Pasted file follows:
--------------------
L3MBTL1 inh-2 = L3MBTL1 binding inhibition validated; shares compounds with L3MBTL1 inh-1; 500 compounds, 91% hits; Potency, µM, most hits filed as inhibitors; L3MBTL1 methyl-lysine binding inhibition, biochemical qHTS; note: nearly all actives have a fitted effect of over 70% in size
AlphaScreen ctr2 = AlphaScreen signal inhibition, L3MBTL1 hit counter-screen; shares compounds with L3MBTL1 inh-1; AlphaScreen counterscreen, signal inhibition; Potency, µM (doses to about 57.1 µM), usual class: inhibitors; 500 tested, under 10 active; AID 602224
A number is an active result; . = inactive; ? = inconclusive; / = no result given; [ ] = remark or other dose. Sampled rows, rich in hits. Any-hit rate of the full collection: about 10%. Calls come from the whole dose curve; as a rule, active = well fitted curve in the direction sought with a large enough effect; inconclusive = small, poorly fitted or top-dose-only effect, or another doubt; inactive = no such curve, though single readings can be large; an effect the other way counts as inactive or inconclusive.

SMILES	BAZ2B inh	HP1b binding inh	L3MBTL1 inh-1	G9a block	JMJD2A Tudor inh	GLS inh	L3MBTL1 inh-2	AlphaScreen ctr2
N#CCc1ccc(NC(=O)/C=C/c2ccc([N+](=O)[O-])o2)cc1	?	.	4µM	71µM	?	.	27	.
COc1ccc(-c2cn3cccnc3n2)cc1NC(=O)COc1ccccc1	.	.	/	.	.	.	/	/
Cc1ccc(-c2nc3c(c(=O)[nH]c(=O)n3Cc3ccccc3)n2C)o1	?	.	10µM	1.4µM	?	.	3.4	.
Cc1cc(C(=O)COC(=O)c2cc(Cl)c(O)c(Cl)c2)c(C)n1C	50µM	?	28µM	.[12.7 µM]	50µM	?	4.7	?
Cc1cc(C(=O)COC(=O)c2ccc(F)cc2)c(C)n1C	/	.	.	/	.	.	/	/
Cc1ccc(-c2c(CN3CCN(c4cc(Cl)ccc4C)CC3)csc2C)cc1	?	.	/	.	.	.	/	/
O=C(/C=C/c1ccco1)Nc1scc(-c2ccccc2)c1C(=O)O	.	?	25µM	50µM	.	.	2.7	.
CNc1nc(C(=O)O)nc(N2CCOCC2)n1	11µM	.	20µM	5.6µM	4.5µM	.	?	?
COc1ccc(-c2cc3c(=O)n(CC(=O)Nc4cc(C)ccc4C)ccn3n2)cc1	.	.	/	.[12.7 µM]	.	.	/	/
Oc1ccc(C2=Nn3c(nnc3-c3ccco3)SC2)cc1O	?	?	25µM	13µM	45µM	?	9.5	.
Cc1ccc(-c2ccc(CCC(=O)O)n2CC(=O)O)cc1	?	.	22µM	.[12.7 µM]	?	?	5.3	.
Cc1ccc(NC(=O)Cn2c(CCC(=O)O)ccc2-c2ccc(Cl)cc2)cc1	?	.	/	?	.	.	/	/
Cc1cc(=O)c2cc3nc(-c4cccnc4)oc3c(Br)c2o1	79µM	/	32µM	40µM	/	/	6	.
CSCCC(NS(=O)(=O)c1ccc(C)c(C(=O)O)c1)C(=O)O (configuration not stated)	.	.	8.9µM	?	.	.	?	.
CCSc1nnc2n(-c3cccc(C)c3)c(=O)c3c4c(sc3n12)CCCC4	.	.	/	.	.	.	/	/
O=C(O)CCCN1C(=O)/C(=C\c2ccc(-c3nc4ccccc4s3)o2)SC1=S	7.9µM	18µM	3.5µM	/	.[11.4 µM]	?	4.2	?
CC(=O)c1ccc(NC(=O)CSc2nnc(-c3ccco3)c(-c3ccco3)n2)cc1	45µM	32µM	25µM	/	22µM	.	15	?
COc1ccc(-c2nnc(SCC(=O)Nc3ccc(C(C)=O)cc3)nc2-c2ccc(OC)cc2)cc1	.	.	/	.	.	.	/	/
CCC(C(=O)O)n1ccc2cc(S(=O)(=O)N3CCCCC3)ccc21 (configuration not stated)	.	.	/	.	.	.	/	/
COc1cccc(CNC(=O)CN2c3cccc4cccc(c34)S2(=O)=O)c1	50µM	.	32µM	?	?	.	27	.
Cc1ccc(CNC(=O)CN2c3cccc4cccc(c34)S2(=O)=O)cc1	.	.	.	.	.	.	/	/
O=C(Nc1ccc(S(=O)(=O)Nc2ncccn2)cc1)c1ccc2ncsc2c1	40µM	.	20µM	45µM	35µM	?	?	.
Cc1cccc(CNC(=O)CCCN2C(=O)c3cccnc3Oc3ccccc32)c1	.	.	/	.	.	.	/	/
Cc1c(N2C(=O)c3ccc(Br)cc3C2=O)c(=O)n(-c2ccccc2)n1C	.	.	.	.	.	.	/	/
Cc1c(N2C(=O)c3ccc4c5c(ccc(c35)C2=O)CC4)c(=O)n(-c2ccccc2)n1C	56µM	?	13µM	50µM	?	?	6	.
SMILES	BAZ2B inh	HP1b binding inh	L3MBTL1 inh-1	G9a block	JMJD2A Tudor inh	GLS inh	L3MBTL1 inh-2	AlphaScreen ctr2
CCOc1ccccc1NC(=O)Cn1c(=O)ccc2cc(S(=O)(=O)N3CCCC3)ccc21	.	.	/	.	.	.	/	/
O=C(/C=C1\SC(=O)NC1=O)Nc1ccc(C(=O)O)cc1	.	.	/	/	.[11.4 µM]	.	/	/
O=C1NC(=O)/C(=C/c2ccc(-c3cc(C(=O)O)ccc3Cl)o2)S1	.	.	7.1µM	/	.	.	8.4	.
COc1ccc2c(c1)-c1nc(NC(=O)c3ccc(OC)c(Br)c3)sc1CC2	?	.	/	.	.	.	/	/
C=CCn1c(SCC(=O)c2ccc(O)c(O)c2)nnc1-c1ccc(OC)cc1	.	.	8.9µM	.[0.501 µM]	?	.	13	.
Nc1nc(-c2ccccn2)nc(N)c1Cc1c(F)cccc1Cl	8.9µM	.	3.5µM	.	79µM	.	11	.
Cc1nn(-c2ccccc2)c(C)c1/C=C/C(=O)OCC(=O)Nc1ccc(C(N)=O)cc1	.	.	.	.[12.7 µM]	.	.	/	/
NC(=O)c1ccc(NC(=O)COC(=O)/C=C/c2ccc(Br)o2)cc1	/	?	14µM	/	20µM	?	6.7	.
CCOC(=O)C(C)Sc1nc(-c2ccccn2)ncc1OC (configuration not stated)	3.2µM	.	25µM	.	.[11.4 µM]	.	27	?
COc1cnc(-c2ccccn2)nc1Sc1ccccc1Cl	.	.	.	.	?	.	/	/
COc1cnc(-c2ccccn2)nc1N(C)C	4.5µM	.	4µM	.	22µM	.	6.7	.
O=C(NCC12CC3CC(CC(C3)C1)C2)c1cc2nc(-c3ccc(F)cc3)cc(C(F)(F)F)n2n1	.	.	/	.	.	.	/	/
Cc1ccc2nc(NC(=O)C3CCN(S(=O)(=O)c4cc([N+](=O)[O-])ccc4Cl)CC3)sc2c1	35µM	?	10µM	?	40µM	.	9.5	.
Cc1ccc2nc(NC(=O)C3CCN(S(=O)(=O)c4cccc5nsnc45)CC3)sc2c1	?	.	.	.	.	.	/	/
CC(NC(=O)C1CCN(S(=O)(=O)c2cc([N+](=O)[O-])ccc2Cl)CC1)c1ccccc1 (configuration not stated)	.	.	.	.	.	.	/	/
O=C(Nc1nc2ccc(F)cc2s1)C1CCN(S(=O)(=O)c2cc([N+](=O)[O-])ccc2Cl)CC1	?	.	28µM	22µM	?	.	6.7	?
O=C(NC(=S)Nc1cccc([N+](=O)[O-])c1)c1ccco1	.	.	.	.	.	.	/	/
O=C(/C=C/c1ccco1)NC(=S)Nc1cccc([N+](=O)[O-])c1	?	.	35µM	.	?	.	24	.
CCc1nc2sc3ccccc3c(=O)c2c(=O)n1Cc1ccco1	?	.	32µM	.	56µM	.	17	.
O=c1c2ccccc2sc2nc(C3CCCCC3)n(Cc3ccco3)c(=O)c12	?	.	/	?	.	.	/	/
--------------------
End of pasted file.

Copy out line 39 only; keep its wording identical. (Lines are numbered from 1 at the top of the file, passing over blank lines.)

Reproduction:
CCOC(=O)C(C)Sc1nc(-c2ccccn2)ncc1OC (configuration not stated)	3.2µM	.	25µM	.	.[11.4 µM]	.	27	?